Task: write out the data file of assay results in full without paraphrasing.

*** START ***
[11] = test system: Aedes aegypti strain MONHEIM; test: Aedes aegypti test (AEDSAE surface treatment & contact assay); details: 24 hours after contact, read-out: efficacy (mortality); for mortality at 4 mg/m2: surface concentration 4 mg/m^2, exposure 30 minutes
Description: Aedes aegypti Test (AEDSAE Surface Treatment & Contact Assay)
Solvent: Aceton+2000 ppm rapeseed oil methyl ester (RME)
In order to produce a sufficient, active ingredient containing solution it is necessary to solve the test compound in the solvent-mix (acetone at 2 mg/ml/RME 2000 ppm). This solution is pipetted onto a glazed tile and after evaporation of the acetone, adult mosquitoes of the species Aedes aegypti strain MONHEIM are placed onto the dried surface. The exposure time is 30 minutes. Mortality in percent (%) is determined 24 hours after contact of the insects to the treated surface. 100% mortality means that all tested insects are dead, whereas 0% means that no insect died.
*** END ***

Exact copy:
[11] = test system: Aedes aegypti strain MONHEIM; test: Aedes aegypti test (AEDSAE surface treatment & contact assay); details: 24 hours after contact, read-out: efficacy (mortality); for mortality at 4 mg/m2: surface concentration 4 mg/m^2, exposure 30 minutes
Description: Aedes aegypti Test (AEDSAE Surface Treatment & Contact Assay)
Solvent: Aceton+2000 ppm rapeseed oil methyl ester (RME)
In order to produce a sufficient, active ingredient containing solution it is necessary to solve the test compound in the solvent-mix (acetone at 2 mg/ml/RME 2000 ppm). This solution is pipetted onto a glazed tile and after evaporation of the acetone, adult mosquitoes of the species Aedes aegypti strain MONHEIM are placed onto the dried surface. The exposure time is 30 minutes. Mortality in percent (%) is determined 24 hours after contact of the insects to the treated surface. 100% mortality means that all tested insects are dead, whereas 0% means that no insect died.